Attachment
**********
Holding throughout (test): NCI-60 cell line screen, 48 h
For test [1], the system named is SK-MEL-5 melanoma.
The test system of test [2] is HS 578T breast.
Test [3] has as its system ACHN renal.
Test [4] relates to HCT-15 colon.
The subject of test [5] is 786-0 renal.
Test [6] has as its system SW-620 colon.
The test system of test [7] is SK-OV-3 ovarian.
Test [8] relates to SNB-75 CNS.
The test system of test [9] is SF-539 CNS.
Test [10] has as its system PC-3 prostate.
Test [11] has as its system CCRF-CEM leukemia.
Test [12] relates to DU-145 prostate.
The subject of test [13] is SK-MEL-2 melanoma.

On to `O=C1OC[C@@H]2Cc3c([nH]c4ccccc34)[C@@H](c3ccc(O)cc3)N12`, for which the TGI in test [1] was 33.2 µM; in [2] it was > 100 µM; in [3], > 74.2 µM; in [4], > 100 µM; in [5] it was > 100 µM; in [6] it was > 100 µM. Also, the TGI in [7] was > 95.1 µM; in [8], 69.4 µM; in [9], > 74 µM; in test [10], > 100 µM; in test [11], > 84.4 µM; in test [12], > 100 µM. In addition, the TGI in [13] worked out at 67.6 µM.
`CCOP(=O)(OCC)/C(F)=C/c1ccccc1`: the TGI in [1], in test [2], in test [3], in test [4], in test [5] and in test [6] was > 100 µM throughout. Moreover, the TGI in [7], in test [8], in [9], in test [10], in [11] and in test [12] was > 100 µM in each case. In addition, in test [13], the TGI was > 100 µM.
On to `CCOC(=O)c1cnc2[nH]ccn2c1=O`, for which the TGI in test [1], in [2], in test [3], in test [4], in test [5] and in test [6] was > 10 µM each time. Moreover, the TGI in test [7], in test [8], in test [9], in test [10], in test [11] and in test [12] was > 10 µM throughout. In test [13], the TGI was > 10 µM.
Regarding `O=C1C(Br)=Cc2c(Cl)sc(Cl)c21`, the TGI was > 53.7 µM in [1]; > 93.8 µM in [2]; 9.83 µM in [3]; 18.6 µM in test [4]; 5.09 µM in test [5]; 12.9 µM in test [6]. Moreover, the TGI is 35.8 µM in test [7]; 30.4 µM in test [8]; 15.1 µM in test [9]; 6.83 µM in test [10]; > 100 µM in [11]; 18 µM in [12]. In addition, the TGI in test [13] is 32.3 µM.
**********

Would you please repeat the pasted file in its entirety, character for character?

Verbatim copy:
Holding throughout (test): NCI-60 cell line screen, 48 h
For test [1], the system named is SK-MEL-5 melanoma.
The test system of test [2] is HS 578T breast.
Test [3] has as its system ACHN renal.
Test [4] relates to HCT-15 colon.
The subject of test [5] is 786-0 renal.
Test [6] has as its system SW-620 colon.
The test system of test [7] is SK-OV-3 ovarian.
Test [8] relates to SNB-75 CNS.
The test system of test [9] is SF-539 CNS.
Test [10] has as its system PC-3 prostate.
Test [11] has as its system CCRF-CEM leukemia.
Test [12] relates to DU-145 prostate.
The subject of test [13] is SK-MEL-2 melanoma.

On to `O=C1OC[C@@H]2Cc3c([nH]c4ccccc34)[C@@H](c3ccc(O)cc3)N12`, for which the TGI in test [1] was 33.2 µM; in [2] it was > 100 µM; in [3], > 74.2 µM; in [4], > 100 µM; in [5] it was > 100 µM; in [6] it was > 100 µM. Also, the TGI in [7] was > 95.1 µM; in [8], 69.4 µM; in [9], > 74 µM; in test [10], > 100 µM; in test [11], > 84.4 µM; in test [12], > 100 µM. In addition, the TGI in [13] worked out at 67.6 µM.
`CCOP(=O)(OCC)/C(F)=C/c1ccccc1`: the TGI in [1], in test [2], in test [3], in test [4], in test [5] and in test [6] was > 100 µM throughout. Moreover, the TGI in [7], in test [8], in [9], in test [10], in [11] and in test [12] was > 100 µM in each case. In addition, in test [13], the TGI was > 100 µM.
On to `CCOC(=O)c1cnc2[nH]ccn2c1=O`, for which the TGI in test [1], in [2], in test [3], in test [4], in test [5] and in test [6] was > 10 µM each time. Moreover, the TGI in test [7], in test [8], in test [9], in test [10], in test [11] and in test [12] was > 10 µM throughout. In test [13], the TGI was > 10 µM.
Regarding `O=C1C(Br)=Cc2c(Cl)sc(Cl)c21`, the TGI was > 53.7 µM in [1]; > 93.8 µM in [2]; 9.83 µM in [3]; 18.6 µM in test [4]; 5.09 µM in test [5]; 12.9 µM in test [6]. Moreover, the TGI is 35.8 µM in test [7]; 30.4 µM in test [8]; 15.1 µM in test [9]; 6.83 µM in test [10]; > 100 µM in [11]; 18 µM in [12]. In addition, the TGI in test [13] is 32.3 µM.